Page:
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Supporting Manufacturers’ Efforts to Adopt Good Cyber-hygiene Is Critical to Our National and Economic Security
• Internet-based attacks on businesses are rising, and protecting our nation’s cyber-infrastructure is of critical importance to manufacturers and other American businesses. • Viruses, hacker intrusions, spyware and spam can lead to lost or stolen data, computer down time, decreased productivity, compliance issues, lost sales and even loss of reputation for businesses of all sizes. • Manufacturers believe effective cybersecurity legislation builds on the cooperation and trust developed between industry and government to protect America’s information infrastructure. • Manufacturers also build and manage the infrastructure that makes up the Internet. Technology-neutral open standards and best practices will allow manufacturers who act as network operators the speed and flexibility to keep cyber-criminals in check. • Encouraging manufacturers to adopt industry-standard best practices through incentives is the best way to ensure innovation while addressing the evolving threats to our nation’s security. In contrast, mandates on the use of specific technologies or standards would unduly inhibit innovation.
How Congress Can Help
• Support legislation that allows the private sector to continue developing appropriate general and industryspecific best practices for improved security and avoids imposing a prescriptive regulatory framework. • Encourage government officials to share timely and actionable threat and vulnerability information with the private sector. • Support policies that require all cybersecurity solutions to be technology-neutral, open, interoperable, and to incorporate industry-based best practices and standards. • Support business incentives that encourage small and medium manufacturers to adopt good cybermaintenance practices.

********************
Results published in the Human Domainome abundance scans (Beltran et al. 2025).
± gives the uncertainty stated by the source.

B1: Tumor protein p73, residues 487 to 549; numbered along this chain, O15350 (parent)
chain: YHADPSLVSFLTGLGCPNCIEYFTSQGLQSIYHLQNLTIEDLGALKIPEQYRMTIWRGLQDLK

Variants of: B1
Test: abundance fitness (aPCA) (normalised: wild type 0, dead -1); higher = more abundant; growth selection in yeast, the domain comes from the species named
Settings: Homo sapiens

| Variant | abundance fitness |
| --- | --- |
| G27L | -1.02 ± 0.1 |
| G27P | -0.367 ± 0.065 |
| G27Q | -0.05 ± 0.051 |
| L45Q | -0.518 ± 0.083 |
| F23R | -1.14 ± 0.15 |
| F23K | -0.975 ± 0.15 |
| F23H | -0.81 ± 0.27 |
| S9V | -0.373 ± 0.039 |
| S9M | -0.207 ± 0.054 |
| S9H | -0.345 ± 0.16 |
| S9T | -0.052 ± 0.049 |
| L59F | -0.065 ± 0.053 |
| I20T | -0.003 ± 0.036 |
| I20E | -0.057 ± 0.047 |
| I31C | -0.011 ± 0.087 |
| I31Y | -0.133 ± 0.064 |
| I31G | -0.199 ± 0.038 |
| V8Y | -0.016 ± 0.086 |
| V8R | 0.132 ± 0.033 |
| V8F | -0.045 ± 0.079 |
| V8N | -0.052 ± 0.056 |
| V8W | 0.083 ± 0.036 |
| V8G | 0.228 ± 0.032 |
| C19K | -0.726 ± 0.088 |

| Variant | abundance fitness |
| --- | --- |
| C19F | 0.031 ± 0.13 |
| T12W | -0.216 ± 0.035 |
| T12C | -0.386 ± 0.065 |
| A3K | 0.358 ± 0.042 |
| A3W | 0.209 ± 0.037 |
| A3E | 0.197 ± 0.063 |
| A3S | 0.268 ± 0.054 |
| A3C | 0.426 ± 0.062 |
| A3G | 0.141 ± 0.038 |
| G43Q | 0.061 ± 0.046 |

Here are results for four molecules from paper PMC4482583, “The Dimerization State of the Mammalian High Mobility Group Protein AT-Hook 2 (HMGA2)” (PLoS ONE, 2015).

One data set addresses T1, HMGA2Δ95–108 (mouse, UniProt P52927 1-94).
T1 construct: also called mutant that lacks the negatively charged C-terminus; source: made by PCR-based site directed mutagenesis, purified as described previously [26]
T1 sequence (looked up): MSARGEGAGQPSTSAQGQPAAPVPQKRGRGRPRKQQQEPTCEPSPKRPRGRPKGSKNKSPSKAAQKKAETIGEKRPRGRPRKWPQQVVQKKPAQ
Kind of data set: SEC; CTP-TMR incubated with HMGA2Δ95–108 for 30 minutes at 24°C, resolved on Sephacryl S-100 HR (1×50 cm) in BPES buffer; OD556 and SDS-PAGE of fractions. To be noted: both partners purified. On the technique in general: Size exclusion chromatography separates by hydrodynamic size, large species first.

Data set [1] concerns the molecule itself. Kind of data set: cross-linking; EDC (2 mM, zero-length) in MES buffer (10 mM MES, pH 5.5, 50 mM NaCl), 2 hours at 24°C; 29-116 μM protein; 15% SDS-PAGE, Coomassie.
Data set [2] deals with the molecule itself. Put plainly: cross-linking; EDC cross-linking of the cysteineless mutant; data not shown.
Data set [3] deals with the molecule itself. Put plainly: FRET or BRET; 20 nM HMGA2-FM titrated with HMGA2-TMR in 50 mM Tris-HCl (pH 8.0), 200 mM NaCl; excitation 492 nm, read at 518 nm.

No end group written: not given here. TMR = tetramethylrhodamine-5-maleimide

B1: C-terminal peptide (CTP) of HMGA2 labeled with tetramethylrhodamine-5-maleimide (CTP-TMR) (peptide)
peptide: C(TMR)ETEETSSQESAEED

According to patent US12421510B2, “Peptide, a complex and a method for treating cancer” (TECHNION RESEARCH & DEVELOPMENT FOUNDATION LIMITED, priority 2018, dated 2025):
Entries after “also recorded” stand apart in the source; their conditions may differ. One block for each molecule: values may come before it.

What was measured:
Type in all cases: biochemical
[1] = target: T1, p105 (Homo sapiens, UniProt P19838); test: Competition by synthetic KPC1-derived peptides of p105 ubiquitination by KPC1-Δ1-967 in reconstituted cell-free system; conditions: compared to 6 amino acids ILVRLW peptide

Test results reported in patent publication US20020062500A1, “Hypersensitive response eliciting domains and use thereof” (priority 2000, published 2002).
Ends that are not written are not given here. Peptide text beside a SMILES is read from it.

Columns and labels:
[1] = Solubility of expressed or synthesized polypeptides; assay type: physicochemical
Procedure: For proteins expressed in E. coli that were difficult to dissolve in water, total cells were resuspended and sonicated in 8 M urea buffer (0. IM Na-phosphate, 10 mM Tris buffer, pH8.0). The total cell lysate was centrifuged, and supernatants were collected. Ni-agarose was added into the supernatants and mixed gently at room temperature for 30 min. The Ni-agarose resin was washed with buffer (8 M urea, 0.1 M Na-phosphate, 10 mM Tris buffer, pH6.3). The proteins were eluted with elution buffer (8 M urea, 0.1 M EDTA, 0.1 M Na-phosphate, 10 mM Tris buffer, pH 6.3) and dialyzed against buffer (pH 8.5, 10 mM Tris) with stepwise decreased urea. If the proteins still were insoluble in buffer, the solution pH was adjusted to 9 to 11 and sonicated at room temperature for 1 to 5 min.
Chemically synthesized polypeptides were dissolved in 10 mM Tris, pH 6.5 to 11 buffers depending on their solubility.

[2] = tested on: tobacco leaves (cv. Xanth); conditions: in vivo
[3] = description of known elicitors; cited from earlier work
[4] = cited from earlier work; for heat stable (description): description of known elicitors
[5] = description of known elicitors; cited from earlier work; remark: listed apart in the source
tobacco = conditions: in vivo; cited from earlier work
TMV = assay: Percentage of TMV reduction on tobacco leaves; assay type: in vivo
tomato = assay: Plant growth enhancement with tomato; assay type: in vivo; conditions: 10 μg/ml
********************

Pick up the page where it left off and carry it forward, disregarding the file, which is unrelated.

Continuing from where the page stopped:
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In addition to threatening national security, cyber-attacks take their toll on businesses in terms of lost time and additional costs. A recent study reveals that, on average, cybercrime costs organizations in the United States about $3.8 million per incident per year.1 According to another recent study, the prime targets of cyber-attacks are small and medium-sized businesses, with one-third of the respondents experiencing more than four attacks in the last three years.2 The National Association of Manufacturers (NAM) supports the development and deployment of new technologies and best practices to protect our nation’s critical infrastructure. Congress can encourage cybersecurity adoption by: • establishing protections from liability for companies that create innovative technologies;
• protecting industry communications to the government on breaches or system vulnerabilities; • increasing information sharing between the government and the private sector; and • promoting a healthy cyber-insurance market.
To improve the security of the U.S. economy, government must partner with manufacturers—through open channels of communication and targeted incentives—to bolster key resources and adopt best practices.
“The Cost of Cybercrime Study: 2010,” Ponemon Institute, July 2010. “Does Size Matter? The Security Challenge of the SMB,” McAfee, July 2008.
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